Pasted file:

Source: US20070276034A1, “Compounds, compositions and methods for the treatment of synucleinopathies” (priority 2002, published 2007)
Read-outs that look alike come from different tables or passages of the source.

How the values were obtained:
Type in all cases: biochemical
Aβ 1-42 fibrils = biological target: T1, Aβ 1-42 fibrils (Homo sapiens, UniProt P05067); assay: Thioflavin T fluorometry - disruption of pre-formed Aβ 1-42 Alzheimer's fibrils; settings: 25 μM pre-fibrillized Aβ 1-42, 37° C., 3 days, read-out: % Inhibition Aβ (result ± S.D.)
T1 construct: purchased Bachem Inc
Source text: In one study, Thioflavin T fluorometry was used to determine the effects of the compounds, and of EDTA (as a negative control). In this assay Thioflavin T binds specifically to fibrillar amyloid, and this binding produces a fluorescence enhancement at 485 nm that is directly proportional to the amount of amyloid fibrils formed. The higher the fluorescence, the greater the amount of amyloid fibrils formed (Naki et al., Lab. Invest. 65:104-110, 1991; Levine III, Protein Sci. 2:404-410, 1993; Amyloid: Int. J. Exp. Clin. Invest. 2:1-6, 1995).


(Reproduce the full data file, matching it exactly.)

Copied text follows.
Source: US20070276034A1, “Compounds, compositions and methods for the treatment of synucleinopathies” (priority 2002, published 2007)
Read-outs that look alike come from different tables or passages of the source.

How the values were obtained:
Type in all cases: biochemical
Aβ 1-42 fibrils = biological target: T1, Aβ 1-42 fibrils (Homo sapiens, UniProt P05067); assay: Thioflavin T fluorometry - disruption of pre-formed Aβ 1-42 Alzheimer's fibrils; settings: 25 μM pre-fibrillized Aβ 1-42, 37° C., 3 days, read-out: % Inhibition Aβ (result ± S.D.)
T1 construct: purchased Bachem Inc
Source text: In one study, Thioflavin T fluorometry was used to determine the effects of the compounds, and of EDTA (as a negative control). In this assay Thioflavin T binds specifically to fibrillar amyloid, and this binding produces a fluorescence enhancement at 485 nm that is directly proportional to the amount of amyloid fibrils formed. The higher the fluorescence, the greater the amount of amyloid fibrils formed (Naki et al., Lab. Invest. 65:104-110, 1991; Levine III, Protein Sci. 2:404-410, 1993; Amyloid: Int. J. Exp. Clin. Invest. 2:1-6, 1995).